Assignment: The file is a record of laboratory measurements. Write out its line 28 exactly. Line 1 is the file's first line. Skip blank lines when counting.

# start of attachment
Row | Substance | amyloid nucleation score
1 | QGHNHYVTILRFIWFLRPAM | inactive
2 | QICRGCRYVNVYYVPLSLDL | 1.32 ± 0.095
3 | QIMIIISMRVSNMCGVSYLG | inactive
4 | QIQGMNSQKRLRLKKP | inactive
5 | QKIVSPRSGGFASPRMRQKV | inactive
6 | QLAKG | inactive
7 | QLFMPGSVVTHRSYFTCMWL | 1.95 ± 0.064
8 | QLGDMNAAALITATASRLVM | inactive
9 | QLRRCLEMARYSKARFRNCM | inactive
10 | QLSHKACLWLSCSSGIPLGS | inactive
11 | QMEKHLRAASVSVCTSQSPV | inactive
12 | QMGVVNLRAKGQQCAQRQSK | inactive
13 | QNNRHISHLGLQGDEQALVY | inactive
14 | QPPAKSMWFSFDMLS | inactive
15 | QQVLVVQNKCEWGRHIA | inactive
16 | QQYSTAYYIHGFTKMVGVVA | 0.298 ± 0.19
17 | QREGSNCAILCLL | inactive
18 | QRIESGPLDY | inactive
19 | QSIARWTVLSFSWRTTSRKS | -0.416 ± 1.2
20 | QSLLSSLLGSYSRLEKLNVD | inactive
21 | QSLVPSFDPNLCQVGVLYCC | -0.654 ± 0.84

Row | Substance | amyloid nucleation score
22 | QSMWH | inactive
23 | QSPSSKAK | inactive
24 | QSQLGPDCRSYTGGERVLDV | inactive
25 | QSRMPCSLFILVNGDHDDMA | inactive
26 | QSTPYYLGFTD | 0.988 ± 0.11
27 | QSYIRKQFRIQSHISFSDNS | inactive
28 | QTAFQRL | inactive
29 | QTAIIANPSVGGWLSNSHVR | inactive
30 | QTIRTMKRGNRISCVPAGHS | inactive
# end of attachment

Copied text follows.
26 | QSTPYYLGFTD | 0.988 ± 0.11